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Community perspective

The truth about Alaska Pioneers’ Homes new rates

Alaska Pioneers’ Homes have a long history of offering Alaska’s elders caring, engaging places to age in place as their living and health care needs increase. Today, the average resident in a Pioneers’ Home is 87 years old and lives in one of the six homes for about two years. More elders are coming to Pioneers’ Homes with higher levels of need requiring greater assistance. This is in part due to elders who require less intensive care staying in their own homes longer thanks to a rise in community-based supports.

With elders entering our homes with more serious needs and the growing numbers of seniors in Alaska’s population, the Alaska Department of Health and Social Services is faced with the challenge of maintaining the high level of care for each and every Pioneers’ Home resident as costs continue to rise. That brings us to our current situation and the recent increases to the Alaska Pioneers’ Homes rates.

Understandably, these changes have resulted in a lot of talk and some anxiety about the future of Alaska Pioneers’ Homes and how older Alaskans will be served. Unfortunately, some of those concerns are based on inaccurate information or misunderstandings that need to be addressed so Alaskans can be assured they will continue to have options in our state as they age.

The increased rates reflect the actual amount it costs to provide services at each of the five designated levels of care. The previous rates did not cover the full cost of services, which meant the state of Alaska was subsidizing care for every resident, even those who were able to pay more toward their cost of service. The Department of Health and Social Services paid more than $34.5 million to subsidize the Alaska Pioneers’ Home system in fiscal 2019. The additional funds brought in through these increased rates will support only the actual care for that resident and will not be used to provide for services outside of the Pioneers’ Homes or to subsidize the costs of other residents.

For those who are concerned that the increased rates will make the Pioneers’ Homes unaffordable to many older Alaskans, a person’s income or assets are not an eligibility requirement for entrance into a Pioneers’ Home. Regardless of income, Alaskans 65 years and older who have lived in the state for at least one year are eligible to live at a Pioneers’ Home. There is a waitlist for the homes, but applicants are chosen on a first-come, first-served basis on their original application dates. The same is true for all current residents of the Pioneers’ Homes — under Alaska state law, no one can be evicted if their income and assets are insufficient to pay the monthly rate.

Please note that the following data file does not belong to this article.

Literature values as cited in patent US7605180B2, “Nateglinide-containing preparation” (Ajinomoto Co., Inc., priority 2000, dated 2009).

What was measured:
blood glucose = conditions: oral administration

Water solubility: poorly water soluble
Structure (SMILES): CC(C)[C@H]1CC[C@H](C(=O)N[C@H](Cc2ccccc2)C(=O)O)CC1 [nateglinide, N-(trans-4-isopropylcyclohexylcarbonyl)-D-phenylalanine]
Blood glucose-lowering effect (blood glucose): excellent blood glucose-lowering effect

Help is available in many forms to Pioneers’ Home residents who need assistance in paying for their care. Many low-income elders with significant physical limitations and medical needs receive financial assistance through a Medicaid waiver and veterans at our Alaska Veteran and Pioneers’ Home in Palmer receive a per diem from Veterans Affairs.

Additionally, residents who can’t afford to pay the full amount of their rates can get help through the Alaska Pioneers’ Homes’ own payment assistance program. Also mandated by state law, this program essentially creates a sliding fee scale. Residents pay the amount they can afford, and payment assistance covers the remaining amount. There are built-in protections for residents who have spouses who live in the community so their spouses continue to have sufficient income to provide for their living expenses. This program will continue to help bridge the gap for our seniors in need.

Providing excellent care to every resident, every day, every time is one the core values of the Alaska Pioneers’ Home system. Being financially stable is an important part of being able to live up to that core value as it allows us to sustain operations of the Pioneers’ Homes into the future. Everyone at the Alaska Pioneers’ Homes and the Department of Health and Social Services — myself included — is proud to continue the tradition of caring for those who helped build our great state.

Adam Crum is commissioner of the Alaska Department of Health and Social Services.

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